Wednesday, October 03, 2018

Household Organizing

I was asked about this topic, so I decided to write a post what I did. So, here goes:

Get ONE calendar for your family. One place for everything means that everyone is on the same page about what is going on, where, and with whom.

I used a calendar that was 20"x30"; each daily square was about the size of an index card. EVERYTHING went there; appointments, playdates, church functions, hanging out, and anything that happened that was noteworthy was noted on the calendar - like how many eggs we collected, when one of the dogs died, or when we changed the water filter (Because, six months later, those details are fuzzy.) I kept mine on a wall in the kitchen, because everyone would see it there.

[Calendar Link: https://www.amazon.com/AT-GLANCE-Monthly-Calendar-Wirebound/dp/B07CZL6XVY/ref=lav-20
I have bought it at the list price, and while expensive, worth every penny. This price is much better :-)]

The second thing is for everyone to develop the habit to LOOK at the calendar before planning to do ANYTHING. If DH wants to go hang out with friends, if he looks at the calendar, he'll realize that Child#2 needs to be picked up from the orthodontist before he leaves (fake example).

If someone wants to plan something, the rule is they have to a) check the calendar, and b) put their stuff on the calendar, or it doesn't happen. And if you forgot? Well, what's on the calendar is what we're going with. The calendar is the final arbiter.

Next, write down ALL the things that need to get done to keep the household running smoothly - this includes things like changing the central heat and air filters, cleaning out the car, etc. Every chore gets assigned to someone.

If they don't know how to do it, they get taught how. I used to rotate the chores, because that way, everyone is cross-trained, and everyone develops empathy. It's easy to leave your dirty cups and stuff laying around when it's not your job; after you've been the recipient of others' thoughtlessness, you pack out your own junk to where it belongs (it mostly worked with my kids). This goes on the calendar, too.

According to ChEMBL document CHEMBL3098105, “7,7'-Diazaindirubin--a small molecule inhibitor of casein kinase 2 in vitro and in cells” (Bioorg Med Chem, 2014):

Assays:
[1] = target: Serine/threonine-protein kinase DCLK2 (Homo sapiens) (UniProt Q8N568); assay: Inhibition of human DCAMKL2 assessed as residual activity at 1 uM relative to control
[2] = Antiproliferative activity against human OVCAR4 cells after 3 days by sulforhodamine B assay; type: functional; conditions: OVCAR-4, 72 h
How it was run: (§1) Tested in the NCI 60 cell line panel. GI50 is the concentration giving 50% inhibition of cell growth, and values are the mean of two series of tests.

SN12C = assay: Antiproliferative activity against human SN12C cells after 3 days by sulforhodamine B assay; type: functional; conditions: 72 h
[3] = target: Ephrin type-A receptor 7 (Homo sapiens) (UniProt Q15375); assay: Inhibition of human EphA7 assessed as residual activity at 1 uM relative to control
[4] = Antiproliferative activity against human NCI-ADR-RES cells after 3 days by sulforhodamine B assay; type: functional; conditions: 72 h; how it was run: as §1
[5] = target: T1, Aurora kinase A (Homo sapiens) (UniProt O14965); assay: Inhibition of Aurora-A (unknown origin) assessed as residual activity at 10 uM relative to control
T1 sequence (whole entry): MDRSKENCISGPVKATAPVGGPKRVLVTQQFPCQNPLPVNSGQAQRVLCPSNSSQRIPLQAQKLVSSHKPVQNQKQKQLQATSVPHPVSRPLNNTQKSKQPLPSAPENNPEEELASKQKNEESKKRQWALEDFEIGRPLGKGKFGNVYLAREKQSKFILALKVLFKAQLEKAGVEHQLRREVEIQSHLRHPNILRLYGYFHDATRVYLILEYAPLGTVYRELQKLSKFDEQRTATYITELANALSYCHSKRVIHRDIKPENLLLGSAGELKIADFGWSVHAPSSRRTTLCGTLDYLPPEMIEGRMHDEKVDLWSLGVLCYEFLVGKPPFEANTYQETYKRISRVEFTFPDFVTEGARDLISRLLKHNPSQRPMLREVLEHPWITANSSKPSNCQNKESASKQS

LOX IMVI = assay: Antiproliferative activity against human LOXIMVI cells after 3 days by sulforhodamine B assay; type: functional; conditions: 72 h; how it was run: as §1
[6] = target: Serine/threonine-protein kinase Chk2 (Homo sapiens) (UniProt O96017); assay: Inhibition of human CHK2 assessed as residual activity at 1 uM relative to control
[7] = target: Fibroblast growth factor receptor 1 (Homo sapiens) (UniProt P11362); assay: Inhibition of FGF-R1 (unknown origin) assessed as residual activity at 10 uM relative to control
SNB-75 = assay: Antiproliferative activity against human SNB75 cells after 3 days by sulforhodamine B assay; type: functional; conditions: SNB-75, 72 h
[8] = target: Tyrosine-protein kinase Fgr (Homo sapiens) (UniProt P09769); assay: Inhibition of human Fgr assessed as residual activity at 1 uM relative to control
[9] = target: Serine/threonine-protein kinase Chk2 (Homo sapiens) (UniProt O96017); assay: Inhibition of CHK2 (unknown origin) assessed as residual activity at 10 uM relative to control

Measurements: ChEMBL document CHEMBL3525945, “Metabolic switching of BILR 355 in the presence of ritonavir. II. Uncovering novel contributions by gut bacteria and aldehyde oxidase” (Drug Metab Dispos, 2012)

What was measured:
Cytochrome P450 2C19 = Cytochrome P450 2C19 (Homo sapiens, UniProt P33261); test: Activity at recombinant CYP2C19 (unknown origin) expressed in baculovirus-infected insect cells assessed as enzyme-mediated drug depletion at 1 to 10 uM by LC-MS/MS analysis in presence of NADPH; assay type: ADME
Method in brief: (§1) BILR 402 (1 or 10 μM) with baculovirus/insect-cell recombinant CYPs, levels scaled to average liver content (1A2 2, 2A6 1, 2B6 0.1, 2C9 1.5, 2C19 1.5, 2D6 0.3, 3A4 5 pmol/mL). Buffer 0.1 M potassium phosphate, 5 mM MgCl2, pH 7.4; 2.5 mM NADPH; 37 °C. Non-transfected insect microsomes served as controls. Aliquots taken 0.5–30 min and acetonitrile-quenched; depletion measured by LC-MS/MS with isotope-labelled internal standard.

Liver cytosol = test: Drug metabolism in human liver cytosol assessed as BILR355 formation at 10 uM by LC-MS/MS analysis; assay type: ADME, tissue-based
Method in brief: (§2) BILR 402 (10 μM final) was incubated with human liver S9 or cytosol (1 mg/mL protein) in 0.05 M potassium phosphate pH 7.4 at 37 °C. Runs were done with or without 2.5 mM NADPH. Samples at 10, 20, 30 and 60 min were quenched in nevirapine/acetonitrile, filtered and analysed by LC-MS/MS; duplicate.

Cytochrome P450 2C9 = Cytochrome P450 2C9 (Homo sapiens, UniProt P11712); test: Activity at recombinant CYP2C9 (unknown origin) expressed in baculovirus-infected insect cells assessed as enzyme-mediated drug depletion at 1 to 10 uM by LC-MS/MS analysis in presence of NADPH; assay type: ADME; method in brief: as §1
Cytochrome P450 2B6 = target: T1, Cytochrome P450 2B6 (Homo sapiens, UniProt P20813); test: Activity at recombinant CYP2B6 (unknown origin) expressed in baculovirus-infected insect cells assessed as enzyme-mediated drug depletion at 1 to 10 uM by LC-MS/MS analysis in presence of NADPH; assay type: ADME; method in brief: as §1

Meals, I never did true meal planning; I kept a full pantry/fridge/freezer, and decided on meals based on what was happening the next day. For example, since we eat oatmeal for breakfast, I would put the fixings in the crockpot (Bubba Gump style), and start it on low the night before. When people woke up, they served themselves, because there was something ready to eat (this let me sleep a little later). Any breakfast casserole recipe will work. If you have a meal planning routine, insert that here.  

What I did:
When I started my day, I began lunch preparations (remember, breakfast is in the crockpot from the night before). Once lunch was simmering, I started dinner. When I was doing all the housework myself (I cross-trained everyone - so I didn't do it for long), I would be finished with housework by 1:00pm; then I took a nap. If I knew that we were going to an evening function, and had to bring something, what I prepared was something that could travel. Leftovers were wrapped and put in the freezer.